Synopsis (from back of book):
Mary Boleyn catches the eye of Henry VIII when she comes to court as a girl of fourteen. Dazzled by the golden prince, Mary’s joy is cut short when she discovers that she is a pawn in the dynastic plots of her family. When the capricious king’s interest wanes, Mary is ordered to pass on her knowledge of how to please him to her friend and rival: her sister Anne.
Anne soon becomes irresistible to Henry, and Mary can do nothing but watch her sister’s rise. Anne stops at nothing to achieve her own ambition. From now on, Mary will be no more than the other Boleyn girl. But beyond the court is a man who dares to challenge the power of her family to offer Mary a life of freedom and passion. If only she has the courage to break away – before the Boleyn enemies turn on the Boleyn girls…
With The Other Boleyn Girl, Philippa Gregory offers a tantalising glimpse at the life of one of history’s forgotten women – Mary Boleyn, younger sister of Anne who would go on to become Queen of England. The history of this story is interesting enough, but the richness of description and depth of character development mean that this is more than merely interesting to read – its compulsive!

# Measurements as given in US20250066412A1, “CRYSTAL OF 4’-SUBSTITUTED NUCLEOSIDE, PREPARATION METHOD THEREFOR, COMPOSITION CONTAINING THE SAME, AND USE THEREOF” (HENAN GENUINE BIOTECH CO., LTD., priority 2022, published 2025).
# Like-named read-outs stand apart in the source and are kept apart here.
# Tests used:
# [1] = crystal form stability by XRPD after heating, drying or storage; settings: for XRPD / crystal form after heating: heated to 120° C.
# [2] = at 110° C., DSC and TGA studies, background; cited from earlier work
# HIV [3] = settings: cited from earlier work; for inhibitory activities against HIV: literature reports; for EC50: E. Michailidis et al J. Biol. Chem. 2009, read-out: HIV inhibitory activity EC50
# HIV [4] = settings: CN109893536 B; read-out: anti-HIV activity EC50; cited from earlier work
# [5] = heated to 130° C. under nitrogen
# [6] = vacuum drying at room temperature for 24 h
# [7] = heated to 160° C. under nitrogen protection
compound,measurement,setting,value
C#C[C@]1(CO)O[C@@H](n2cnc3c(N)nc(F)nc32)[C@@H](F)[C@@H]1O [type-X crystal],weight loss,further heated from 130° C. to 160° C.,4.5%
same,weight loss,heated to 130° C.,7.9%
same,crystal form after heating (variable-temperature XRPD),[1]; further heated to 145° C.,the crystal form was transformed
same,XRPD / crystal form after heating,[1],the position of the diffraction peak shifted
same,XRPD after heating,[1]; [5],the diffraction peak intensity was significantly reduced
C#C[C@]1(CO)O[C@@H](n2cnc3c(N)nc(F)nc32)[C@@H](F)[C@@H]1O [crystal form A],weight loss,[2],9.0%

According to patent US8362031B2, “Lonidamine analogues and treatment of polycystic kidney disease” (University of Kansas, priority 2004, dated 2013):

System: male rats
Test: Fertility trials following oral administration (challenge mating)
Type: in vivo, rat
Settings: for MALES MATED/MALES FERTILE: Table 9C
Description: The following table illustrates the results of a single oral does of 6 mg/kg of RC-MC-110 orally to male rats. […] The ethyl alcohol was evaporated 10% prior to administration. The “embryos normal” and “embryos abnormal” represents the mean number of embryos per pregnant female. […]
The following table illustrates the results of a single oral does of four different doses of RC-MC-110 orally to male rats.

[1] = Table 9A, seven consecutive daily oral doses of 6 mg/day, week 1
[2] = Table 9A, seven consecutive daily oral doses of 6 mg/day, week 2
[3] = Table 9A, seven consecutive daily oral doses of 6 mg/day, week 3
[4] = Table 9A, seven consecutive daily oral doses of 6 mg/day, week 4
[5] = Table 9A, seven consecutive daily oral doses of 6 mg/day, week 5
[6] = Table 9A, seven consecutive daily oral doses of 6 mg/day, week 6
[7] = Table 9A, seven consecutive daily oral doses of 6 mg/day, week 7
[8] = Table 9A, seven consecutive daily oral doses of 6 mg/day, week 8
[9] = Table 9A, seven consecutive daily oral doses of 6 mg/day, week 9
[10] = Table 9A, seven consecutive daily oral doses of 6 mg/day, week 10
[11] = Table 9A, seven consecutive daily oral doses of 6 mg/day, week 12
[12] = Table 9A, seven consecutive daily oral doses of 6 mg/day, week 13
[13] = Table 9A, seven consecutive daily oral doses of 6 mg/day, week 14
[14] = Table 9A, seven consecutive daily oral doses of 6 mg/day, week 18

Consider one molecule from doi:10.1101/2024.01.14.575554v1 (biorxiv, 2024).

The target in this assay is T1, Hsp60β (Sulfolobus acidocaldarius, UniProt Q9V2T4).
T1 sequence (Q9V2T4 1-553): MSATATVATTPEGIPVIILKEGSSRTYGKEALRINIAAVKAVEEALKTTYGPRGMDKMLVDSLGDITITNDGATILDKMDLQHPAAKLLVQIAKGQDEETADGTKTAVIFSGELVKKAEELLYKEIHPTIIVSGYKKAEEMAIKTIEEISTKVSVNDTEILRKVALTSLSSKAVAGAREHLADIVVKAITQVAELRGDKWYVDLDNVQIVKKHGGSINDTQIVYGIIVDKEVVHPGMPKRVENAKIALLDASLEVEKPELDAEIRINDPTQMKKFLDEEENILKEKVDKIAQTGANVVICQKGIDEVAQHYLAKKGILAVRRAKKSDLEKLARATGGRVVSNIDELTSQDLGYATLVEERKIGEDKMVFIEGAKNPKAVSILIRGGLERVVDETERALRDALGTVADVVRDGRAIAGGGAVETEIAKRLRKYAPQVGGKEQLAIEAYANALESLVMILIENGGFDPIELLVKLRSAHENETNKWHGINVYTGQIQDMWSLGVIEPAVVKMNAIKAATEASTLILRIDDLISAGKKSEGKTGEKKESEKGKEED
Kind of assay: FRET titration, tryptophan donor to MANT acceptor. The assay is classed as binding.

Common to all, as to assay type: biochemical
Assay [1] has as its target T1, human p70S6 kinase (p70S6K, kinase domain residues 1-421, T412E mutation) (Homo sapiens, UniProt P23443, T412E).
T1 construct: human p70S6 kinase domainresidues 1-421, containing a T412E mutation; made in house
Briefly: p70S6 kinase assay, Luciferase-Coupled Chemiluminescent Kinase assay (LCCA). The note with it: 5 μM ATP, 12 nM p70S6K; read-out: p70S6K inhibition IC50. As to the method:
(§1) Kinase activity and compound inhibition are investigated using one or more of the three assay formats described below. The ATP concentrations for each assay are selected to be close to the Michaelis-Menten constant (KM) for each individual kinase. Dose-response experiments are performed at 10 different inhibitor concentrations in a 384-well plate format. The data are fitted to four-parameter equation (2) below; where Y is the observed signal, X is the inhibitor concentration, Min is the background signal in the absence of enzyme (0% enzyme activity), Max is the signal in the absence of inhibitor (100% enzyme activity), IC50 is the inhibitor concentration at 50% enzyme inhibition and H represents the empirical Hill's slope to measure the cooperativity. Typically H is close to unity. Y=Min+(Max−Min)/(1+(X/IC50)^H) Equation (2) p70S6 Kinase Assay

I found myself able to sympathise with all three of the Boleyn siblings, in particular George, who has to deny his own sexuality and performs above and beyond the call of duty to further advance his beloved sister (although just how far he is willing to go would seem too far by any normal standard).
Mary’s predicament – of being both very young and very married – when presented to the King by her own family as a potential lover, is horrifying to say the least. That a family could be so coldly calculating in their ambition as to force their own daughters into such a precarious position is difficult to believe, and yet history itself tells us it is so – the Boleyns and the Howards were determined to see their fortunes rise by whatever means possible.
It makes for a tale that is both chilling and heart-warming in turn, set against the lavish background of the Tudor court that is so colourful and bright that the reader is lost in the madness of corruption and power plays. If Gregory’s other works are anything like this one, then I will heartily recommend picking them all up as soon as possible.
Reviewed by Kell Smurthwaite